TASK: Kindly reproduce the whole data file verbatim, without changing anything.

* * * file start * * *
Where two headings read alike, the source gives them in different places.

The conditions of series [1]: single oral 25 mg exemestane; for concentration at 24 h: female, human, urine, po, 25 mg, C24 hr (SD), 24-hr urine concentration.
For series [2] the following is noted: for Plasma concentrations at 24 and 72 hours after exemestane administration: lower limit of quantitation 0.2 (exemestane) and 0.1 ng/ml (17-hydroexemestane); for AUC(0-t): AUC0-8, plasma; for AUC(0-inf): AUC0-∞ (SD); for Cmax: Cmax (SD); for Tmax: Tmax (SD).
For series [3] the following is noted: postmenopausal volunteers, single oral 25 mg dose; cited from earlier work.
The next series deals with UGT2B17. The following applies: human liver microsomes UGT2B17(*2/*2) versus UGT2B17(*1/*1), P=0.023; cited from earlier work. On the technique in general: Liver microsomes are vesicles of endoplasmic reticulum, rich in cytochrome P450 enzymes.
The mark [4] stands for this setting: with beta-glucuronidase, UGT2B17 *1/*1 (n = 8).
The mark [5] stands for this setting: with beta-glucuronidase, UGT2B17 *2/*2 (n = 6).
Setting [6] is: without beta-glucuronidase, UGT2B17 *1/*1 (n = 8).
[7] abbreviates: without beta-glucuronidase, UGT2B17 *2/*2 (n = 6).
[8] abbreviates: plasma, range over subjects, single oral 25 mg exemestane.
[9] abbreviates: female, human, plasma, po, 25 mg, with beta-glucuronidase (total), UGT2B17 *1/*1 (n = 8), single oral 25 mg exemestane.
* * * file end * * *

Where two headings read alike, the source gives them in different places.

The conditions of series [1]: single oral 25 mg exemestane; for concentration at 24 h: female, human, urine, po, 25 mg, C24 hr (SD), 24-hr urine concentration.
For series [2] the following is noted: for Plasma concentrations at 24 and 72 hours after exemestane administration: lower limit of quantitation 0.2 (exemestane) and 0.1 ng/ml (17-hydroexemestane); for AUC(0-t): AUC0-8, plasma; for AUC(0-inf): AUC0-∞ (SD); for Cmax: Cmax (SD); for Tmax: Tmax (SD).
For series [3] the following is noted: postmenopausal volunteers, single oral 25 mg dose; cited from earlier work.
The next series deals with UGT2B17. The following applies: human liver microsomes UGT2B17(*2/*2) versus UGT2B17(*1/*1), P=0.023; cited from earlier work. On the technique in general: Liver microsomes are vesicles of endoplasmic reticulum, rich in cytochrome P450 enzymes.
The mark [4] stands for this setting: with beta-glucuronidase, UGT2B17 *1/*1 (n = 8).
The mark [5] stands for this setting: with beta-glucuronidase, UGT2B17 *2/*2 (n = 6).
Setting [6] is: without beta-glucuronidase, UGT2B17 *1/*1 (n = 8).
[7] abbreviates: without beta-glucuronidase, UGT2B17 *2/*2 (n = 6).
[8] abbreviates: plasma, range over subjects, single oral 25 mg exemestane.
[9] abbreviates: female, human, plasma, po, 25 mg, with beta-glucuronidase (total), UGT2B17 *1/*1 (n = 8), single oral 25 mg exemestane.